Role of Supreme Court should be examined in a democratic society

There are three articles in the American Constitution referring to the three branches of government, which are the legislative, executive and the judiciary branches.

It has been implied that these three branches of government are equal in governmental power.

It has always been the case that the legislative and executive branches form political power in the United States government. Until recent times, the judiciary branch of government has been assumed to play a secondary role.

The judicial branch of government, by the very fact that its nine members are appointed for life, will eventually give it power if not equal to or close to the other two branches.

Most of the well-known presidents were critical of the Supreme Court, including Thomas Jefferson, Andrew Jackson, Abraham Lincoln, Theodore Roosevelt, and Franklin Roosevelt.

Andrew Jackson criticized the court for their pro-American Indian attitudes. Abraham Lincoln was critical of the court during his early period in office, when he took issue with the members’ pro-slavery stances.

Franklin Roosevelt in his criticisms of the court tried to expand the number of members on it, hoping to have more appointments to the court of people who favored his political positions.

The court over the years has voted against legislation passed by our government on constitutional grounds. These justices of the Supreme Court and the judges of lower federal courts were not elected by the people, however, and many of them served 25 or 30 years.

It can be argued that the court’s appointments for life of justices serving without any election process of the people is undemocratic. It’s time for this matter to be looked into.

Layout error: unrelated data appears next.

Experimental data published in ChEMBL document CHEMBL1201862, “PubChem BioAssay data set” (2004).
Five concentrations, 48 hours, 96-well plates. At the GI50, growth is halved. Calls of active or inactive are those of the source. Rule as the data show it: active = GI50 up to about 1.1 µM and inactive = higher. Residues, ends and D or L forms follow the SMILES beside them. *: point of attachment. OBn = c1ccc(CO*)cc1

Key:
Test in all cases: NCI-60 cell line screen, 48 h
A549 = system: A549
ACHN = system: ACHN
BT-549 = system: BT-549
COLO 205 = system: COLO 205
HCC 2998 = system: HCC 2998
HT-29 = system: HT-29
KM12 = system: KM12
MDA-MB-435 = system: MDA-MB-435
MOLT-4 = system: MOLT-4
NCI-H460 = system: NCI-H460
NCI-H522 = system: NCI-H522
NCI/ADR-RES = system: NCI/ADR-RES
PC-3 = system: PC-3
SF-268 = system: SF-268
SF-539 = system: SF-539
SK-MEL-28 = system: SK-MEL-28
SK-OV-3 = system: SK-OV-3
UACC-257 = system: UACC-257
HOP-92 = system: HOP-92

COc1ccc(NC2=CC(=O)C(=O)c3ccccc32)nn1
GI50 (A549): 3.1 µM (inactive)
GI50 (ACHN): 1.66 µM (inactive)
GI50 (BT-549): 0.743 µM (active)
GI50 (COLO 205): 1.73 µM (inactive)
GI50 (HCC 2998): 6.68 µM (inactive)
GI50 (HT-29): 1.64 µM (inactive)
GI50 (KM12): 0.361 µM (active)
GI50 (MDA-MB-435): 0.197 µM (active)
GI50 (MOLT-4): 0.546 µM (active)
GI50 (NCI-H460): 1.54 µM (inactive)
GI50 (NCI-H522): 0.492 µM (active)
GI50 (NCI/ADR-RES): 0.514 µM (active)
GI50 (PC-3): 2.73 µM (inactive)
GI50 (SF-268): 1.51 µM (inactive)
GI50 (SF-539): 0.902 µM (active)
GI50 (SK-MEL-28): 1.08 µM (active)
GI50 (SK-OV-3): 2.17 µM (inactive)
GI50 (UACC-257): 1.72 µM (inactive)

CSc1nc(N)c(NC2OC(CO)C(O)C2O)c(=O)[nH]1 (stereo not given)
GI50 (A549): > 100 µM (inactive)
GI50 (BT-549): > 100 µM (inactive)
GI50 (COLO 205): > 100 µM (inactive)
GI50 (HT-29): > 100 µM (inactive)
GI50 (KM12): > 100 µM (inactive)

As I have pointed out before, the nation of Great Britain and the State of Israel do not have constitutions. Therefore, no court in Great Britain or Israel can declare a law of the legislative branch in these countries unconstitutional.

That being the case, it has been pointed out that Great Britain and Israel have governments in some ways more democratic than the American government.

At any rate, it is time that this matter be looked into with the possibility that the courts be held more accountable to their original powers.

The American people elected our president as well as our legislative branch of government, which is the House of Representatives and the U.S. Senate.

These political branches should be making and enforcing our laws.

The Supreme Court should return to its original authority and possibly putting together a new constitutional amendment outlining in more detail the Supreme Court’s powers.

We have not had a constitutional convention in many years. Perhaps it should be considered in the future.

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